Remember the days when we used to take photographs with cameras that used film roll? You would take your pictures without knowing how they would turn out, take the film to a photography shop and then wait about two weeks to pick up your photos. The closest we got to immediate images was with an instant camera, of which Polaroid was the brand name … as Andre 3000 sings in Hey Ya!, “shake it like a Polaroid picture.” Quick sidebar. It seems the song actually helped revitalise Polaroid Corporation’s business and they sponsored some Outkast parties where they distributed cameras, though they did warn that shaking the picture would probably damage it.

photographs
Photo by eniko kis on by Unsplash

We took pictures to capture moments which we would relive sitting around a photo album, where the photos were, in today’s speak, curated. With the advent of the smartphone camera, and increased storage, this idea that the best camera is the one in your pocket is bandied around quite a bit and, yes, this has made photography accessible to more of us.

I was listening to the Headspace podcast recently and Andy Puddicombe, the man behind Headspace, was talking about how the camera on the phone has, to a certain extent, and I am paraphrasing, taken away from experiences. I still remember being at a music performance and, for the first time, realising that all I could see was a sea of phone screens, with everyone holding up their phones to record the performance – and I was one of those.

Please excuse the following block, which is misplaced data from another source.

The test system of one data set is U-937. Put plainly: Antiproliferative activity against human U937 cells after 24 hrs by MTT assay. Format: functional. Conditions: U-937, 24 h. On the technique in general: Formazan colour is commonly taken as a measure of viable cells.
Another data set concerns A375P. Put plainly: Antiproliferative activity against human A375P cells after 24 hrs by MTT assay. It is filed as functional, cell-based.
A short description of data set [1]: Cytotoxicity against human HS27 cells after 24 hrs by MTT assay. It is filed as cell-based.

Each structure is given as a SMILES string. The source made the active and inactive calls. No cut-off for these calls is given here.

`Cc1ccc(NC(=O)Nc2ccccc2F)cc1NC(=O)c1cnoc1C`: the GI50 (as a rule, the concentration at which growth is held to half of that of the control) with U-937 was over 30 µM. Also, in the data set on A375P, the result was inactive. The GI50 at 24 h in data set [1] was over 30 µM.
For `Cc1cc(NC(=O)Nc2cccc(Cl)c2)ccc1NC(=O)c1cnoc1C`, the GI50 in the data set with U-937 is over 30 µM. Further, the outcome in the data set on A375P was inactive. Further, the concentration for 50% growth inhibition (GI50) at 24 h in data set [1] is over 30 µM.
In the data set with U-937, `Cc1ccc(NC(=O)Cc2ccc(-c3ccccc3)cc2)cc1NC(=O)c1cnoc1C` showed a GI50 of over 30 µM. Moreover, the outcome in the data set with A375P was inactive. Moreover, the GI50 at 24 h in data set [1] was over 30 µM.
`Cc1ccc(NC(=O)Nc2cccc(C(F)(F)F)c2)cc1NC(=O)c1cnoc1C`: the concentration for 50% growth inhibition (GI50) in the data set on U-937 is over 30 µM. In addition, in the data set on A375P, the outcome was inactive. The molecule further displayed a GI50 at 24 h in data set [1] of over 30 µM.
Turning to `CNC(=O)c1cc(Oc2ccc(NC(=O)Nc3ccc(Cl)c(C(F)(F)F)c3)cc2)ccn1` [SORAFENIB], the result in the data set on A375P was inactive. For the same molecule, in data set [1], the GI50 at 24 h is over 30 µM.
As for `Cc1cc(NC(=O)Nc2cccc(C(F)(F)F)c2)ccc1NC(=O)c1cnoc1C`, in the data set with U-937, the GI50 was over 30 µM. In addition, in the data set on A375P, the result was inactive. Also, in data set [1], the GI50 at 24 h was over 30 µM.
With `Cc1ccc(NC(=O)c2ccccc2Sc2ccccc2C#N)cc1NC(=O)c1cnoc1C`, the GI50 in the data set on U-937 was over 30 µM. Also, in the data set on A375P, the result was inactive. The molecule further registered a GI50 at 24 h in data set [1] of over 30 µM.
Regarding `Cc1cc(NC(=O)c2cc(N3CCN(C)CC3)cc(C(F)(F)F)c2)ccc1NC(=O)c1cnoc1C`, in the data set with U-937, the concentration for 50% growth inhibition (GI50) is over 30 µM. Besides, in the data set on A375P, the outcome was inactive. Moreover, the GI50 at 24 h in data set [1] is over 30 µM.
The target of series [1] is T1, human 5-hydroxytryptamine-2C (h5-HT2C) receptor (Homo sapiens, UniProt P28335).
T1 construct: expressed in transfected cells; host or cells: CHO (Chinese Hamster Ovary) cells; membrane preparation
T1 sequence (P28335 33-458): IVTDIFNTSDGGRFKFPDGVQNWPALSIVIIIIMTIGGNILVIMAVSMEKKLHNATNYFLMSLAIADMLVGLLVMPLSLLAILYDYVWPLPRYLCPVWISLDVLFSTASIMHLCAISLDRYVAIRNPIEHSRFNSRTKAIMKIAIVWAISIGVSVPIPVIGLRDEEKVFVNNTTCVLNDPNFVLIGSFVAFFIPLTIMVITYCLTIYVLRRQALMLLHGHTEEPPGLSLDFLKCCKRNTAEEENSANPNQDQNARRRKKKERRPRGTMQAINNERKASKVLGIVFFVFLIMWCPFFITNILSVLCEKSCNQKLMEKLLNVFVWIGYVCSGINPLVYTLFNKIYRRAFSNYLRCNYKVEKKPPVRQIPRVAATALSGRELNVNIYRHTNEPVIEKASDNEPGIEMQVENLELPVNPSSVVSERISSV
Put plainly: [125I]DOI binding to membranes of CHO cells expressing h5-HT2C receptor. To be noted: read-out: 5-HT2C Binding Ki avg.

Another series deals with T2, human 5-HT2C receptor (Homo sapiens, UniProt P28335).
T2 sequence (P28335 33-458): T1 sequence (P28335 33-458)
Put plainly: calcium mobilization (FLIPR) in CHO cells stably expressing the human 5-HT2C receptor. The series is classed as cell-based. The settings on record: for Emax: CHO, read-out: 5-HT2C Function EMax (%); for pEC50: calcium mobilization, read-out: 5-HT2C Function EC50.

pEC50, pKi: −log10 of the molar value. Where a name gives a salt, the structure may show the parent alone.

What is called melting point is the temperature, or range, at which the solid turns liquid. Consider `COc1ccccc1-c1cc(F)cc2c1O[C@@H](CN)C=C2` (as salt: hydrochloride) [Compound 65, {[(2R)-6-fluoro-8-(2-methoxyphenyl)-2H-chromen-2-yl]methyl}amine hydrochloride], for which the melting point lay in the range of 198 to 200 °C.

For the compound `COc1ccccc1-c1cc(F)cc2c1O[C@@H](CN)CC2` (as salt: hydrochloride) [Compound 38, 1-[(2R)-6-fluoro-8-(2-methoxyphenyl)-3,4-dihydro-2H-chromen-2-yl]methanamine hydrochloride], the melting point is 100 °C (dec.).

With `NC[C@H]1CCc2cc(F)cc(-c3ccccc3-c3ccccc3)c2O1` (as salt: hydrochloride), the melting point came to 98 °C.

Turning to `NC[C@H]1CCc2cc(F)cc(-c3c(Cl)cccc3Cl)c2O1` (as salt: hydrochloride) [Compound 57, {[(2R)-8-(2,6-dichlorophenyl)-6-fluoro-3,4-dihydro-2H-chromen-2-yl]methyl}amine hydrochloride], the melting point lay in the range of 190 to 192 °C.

The greater irony is that I rarely go back to watch the performances I record again, other to either show a friend or share on social media, and even when I post, I rarely actually watch it again.

My phone automatically backs up photographs to my Dropbox account when I am in a WIFI zone and I am now sitting with thousands of photographs that I never actually look at, especially considering at least half of them are of the same thing for ‘the gram’. And, the process of deleting them is time-consuming.

So, what I try to do now is take fewer pictures, and focus on the more ‘important’ pictures, like a birthday or something similar. I am trying to get back to enjoying moments for what they are, without worrying about documenting them. I still take pictures for ‘the gram’ but I am trying to be a bit more deliberate about it, and enjoy the process, without the hold it has had on me.

How important are photographs to you today?

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About Kojo Baffoe

Of Ghanaian/German heritage, raised in Lesotho and currently based in Johannesburg, South Africa, Kojo is the proverbial slashie, the professional ‘jack of all trades.’ He is an entrepreneur, writer, facilitator, content architect, former men’s magazine editor and speaker. He has a Bachelor of Commerce (1994) with majors in Economics, Marketing and Business Administration from the former the University of Natal (Durban), now University of KwaZulu-Natal.

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